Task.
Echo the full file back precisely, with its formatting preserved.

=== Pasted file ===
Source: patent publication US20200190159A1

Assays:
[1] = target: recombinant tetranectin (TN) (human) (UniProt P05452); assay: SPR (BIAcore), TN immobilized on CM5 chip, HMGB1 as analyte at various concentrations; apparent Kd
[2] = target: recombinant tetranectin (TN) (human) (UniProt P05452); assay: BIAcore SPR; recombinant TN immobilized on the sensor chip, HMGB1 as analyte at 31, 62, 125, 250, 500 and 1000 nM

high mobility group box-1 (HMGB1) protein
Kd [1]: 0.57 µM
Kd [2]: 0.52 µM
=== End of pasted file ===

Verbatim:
Source: patent publication US20200190159A1

Assays:
[1] = target: recombinant tetranectin (TN) (human) (UniProt P05452); assay: SPR (BIAcore), TN immobilized on CM5 chip, HMGB1 as analyte at various concentrations; apparent Kd
[2] = target: recombinant tetranectin (TN) (human) (UniProt P05452); assay: BIAcore SPR; recombinant TN immobilized on the sensor chip, HMGB1 as analyte at 31, 62, 125, 250, 500 and 1000 nM

high mobility group box-1 (HMGB1) protein
Kd [1]: 0.57 µM
Kd [2]: 0.52 µM